Just weeks after sitting for the Ohio Bar Examination, 2016 Cleveland-Marshall College of Law graduate Chelsea Mullarkey traveled across the globe to Seychelles, an island nation made up of over 100 islands that sit off the eastern coast of Africa. In Seychelles, Mullarkey worked a summer fellowship clerking for the nation’s Chief Justice in the country’s Supreme Court and Court of Appeals.
Both American and Canadian in heritage, Mullarkey is no stranger to travel. By the end of her undergraduate studies at the University of Toronto she had lived in 19 cities, including in France, and is fluent in the French language. However, Mullarkey had never lived so far from home or any place as scenic, as Seychelles.
Seychelles is a 72-hour round trip from Cleveland and has just 96,000 residents. The country’s main island, Mahé, is a mere 60 square miles. Creole is the predominant ethnicity and language on the island with nearly the entire population speaking either English or French as well. Mullarkey describes a developing country that is marked by contrasts. Seychelles’ has world-class resorts with picturesque beaches and mountain terrain, but also lacks common amenities, with just a single movie theater in the country and Internet service that is extremely spotty even in the highly populated regions.
Mullarkey worked for Migration and Refugee Services, a department of Catholic Charities Diocese of Cleveland prior to attending C|M|LAW and began her studies focused on immigration law as an extension of that field. In addition to immigration law courses, she took Professor and Associate Dean for Faculty Enrichment Milena Sterio’s International Law course, described by Mullarkey as “the best course in law school.” She wrote her final paper for the course on jurisdictional issues in piracy cases, the area of law that Seychelles is best-known for, and through the connections made working on that paper she was offered the position clerking.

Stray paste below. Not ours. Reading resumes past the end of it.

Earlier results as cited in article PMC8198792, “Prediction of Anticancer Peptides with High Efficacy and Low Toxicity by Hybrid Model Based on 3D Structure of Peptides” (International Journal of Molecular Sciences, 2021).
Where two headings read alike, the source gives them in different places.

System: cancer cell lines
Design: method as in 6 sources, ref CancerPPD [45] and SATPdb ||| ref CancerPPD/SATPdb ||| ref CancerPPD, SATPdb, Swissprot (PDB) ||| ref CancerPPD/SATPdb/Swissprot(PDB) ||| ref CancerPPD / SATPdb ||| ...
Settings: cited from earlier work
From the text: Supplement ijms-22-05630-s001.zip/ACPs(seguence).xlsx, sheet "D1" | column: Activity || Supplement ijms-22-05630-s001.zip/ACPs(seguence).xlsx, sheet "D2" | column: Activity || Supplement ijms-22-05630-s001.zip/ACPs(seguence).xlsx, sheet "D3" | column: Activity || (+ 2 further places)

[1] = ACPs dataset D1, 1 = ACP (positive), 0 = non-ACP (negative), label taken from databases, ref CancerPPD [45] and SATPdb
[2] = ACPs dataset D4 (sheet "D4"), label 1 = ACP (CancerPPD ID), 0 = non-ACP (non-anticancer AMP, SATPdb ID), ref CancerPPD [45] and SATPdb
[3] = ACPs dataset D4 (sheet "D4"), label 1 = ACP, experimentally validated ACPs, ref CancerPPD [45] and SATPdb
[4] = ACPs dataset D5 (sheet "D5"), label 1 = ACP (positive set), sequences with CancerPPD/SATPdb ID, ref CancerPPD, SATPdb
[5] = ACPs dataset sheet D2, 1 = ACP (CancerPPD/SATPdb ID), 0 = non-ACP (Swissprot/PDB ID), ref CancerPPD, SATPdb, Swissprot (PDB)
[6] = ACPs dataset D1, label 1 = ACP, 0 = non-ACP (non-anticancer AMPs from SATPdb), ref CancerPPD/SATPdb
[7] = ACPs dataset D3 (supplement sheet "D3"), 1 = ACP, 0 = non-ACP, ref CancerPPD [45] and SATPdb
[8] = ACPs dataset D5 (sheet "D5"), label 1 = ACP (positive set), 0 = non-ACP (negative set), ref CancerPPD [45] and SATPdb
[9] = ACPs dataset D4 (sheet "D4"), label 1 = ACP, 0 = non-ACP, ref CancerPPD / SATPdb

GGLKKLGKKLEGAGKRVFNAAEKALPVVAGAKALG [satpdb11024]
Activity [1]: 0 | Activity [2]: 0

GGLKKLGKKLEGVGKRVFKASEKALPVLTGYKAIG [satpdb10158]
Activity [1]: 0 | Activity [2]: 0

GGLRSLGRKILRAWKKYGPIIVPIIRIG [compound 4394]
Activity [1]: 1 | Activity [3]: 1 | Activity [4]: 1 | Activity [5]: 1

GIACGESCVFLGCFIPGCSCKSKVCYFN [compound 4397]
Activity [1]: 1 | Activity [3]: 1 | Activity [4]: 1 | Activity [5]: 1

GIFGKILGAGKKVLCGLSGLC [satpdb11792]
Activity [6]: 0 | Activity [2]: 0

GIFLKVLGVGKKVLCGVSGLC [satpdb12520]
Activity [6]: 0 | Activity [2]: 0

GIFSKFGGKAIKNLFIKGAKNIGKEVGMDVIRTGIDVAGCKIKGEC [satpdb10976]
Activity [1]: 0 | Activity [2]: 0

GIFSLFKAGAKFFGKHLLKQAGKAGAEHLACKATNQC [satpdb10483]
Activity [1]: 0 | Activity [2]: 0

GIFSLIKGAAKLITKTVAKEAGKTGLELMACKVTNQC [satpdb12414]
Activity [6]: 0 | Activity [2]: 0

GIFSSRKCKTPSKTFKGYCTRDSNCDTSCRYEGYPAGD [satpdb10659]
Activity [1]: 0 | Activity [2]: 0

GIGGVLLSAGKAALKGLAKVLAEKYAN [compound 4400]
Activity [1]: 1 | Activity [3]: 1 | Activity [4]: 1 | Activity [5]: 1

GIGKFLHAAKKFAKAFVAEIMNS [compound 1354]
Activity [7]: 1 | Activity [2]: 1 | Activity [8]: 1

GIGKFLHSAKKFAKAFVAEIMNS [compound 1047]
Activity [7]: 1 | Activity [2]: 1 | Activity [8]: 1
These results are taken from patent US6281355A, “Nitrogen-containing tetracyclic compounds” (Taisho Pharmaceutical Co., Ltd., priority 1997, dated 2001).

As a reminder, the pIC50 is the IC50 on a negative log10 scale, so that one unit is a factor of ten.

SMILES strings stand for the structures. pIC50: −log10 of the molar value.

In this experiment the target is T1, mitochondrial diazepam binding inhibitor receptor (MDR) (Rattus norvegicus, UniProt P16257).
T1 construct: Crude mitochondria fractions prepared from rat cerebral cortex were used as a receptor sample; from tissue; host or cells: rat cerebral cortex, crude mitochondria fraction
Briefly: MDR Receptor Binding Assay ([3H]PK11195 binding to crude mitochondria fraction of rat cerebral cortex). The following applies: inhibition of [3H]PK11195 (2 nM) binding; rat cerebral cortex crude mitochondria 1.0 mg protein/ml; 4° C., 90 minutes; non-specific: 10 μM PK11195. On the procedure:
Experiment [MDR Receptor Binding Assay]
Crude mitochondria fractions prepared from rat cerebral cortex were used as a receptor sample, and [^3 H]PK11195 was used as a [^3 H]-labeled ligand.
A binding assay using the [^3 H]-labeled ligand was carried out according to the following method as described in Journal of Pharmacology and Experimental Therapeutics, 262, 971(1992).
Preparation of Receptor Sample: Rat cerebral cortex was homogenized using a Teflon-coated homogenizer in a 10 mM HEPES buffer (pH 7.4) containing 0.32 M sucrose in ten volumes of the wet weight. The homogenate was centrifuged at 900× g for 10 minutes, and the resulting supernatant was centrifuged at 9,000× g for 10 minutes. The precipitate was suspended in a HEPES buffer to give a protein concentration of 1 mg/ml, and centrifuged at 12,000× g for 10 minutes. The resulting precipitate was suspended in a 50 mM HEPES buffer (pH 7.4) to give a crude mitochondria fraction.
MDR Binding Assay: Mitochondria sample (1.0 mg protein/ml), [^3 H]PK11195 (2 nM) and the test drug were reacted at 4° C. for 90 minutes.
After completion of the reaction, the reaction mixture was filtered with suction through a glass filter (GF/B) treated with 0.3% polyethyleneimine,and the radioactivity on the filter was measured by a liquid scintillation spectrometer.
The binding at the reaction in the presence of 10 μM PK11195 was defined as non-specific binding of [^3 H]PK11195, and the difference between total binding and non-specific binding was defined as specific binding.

While piracy has been a major legal issue in Seychelles for some time, most of Mullarkey’s work during the fellowship pertained to domestic issues. The C|M|LAW graduate researched and drafted decisions on cases of malpractice, a high-ranking impeachment, and politics. The country was in the midst of parliamentary election in September that was decided by less than 250 votes and received several legal challenges.
Mullarkey also was immersed in the revamping of the country’s drug sentencing laws. She assisted in reviewing appeals by previously convicted offenders under past drug laws and helped release numerous convicts to lower the country’s incarnation rate from its previous standing of highest in the world. She has also continued to work on an anti-trafficking research project for the Seychelles courts after returning to the U.S.
Because Seychelles has just 40 years of case law developed since proclamation of independence from the United Kingdom in 1976, virtually every decision Mullarkey worked on was precedent-setting.
“I believe I got to do more in a clerkship in Seychelles than domestically because there is so much to do,” said Mullarkey. “We were basically crafting case law in every single case.”
The country’s still developing judicial process also helped Mullarkey appreciate the importance of her law school studies in civil procedure – a subject often taken for granted in law school and in our legal system.
“I learned just how important civil procedure is and how it can absolutely wreak havoc on a nation to not have clear civil procedure rules,” said Mullarkey.
It was not all legal work for Mullarkey as the country’s strict 8 a.m. to 4 p.m. work hours left her with plenty of time for exploration. She spent countless evenings watching the sunset on the beach and frequented the five-star resorts which offer special access for locals.
Mullarkey’s grueling trip home was improved immensely by learning on the plane that she had passed the bar exam. Now a licensed attorney, she is considering a longer-term return to Seychelles, weighing the offer of a two-year position equivalent to a federal clerkship with the Seychelles courts against immigration law opportunities in Cleveland and Florida.